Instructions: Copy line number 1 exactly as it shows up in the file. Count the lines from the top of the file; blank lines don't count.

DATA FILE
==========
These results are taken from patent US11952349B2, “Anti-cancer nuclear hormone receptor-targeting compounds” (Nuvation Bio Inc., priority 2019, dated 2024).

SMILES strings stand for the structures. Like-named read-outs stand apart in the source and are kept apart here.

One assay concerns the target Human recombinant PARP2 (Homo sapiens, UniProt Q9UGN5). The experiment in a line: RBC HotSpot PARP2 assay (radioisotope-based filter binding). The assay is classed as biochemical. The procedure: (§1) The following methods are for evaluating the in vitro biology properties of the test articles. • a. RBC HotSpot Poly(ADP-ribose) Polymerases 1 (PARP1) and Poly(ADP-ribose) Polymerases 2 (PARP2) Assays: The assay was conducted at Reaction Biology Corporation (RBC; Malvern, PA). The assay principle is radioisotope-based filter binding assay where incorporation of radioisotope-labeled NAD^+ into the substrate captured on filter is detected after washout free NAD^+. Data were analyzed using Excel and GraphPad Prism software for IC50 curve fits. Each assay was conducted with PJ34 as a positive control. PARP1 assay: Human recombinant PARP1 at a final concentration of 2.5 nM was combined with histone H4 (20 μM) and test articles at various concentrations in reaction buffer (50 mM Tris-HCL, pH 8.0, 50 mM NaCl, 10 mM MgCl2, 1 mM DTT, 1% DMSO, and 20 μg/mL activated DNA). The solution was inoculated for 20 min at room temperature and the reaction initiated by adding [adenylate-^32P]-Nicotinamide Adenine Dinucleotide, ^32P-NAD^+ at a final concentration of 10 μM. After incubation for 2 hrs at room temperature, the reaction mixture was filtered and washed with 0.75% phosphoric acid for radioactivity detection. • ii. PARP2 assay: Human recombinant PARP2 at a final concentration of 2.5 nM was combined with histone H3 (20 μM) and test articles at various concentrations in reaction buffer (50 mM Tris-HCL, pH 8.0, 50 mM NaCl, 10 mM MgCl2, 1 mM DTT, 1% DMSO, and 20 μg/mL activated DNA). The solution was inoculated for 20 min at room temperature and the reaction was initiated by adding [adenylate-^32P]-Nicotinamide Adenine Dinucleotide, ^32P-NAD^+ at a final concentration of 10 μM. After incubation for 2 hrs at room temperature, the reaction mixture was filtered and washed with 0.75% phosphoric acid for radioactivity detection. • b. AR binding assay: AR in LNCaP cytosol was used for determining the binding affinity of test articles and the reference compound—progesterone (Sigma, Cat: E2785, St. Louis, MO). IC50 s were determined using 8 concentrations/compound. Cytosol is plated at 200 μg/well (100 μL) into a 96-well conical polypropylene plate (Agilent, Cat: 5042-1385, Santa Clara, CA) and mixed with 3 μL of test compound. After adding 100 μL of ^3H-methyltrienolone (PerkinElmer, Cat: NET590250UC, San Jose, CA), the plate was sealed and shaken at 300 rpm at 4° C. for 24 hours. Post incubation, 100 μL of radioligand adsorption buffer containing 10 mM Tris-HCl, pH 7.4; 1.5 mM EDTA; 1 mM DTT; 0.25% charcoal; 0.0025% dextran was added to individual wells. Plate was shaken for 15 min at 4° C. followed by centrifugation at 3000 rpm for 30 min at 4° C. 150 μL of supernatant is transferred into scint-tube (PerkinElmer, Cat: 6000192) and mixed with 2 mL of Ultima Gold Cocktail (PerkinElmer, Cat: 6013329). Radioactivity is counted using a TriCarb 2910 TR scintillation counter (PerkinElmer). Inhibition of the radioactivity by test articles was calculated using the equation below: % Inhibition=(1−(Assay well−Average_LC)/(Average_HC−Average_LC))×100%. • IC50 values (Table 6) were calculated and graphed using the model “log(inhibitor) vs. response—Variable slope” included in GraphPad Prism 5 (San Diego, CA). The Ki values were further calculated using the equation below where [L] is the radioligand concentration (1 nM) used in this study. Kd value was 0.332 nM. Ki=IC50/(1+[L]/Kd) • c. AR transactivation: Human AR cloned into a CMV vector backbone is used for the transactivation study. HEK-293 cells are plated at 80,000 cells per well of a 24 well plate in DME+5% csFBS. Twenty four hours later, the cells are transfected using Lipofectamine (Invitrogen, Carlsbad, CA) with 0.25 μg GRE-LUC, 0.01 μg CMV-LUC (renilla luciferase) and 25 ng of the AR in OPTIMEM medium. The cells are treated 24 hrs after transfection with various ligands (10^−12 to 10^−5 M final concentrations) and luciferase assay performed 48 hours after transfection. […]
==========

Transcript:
These results are taken from patent US11952349B2, “Anti-cancer nuclear hormone receptor-targeting compounds” (Nuvation Bio Inc., priority 2019, dated 2024).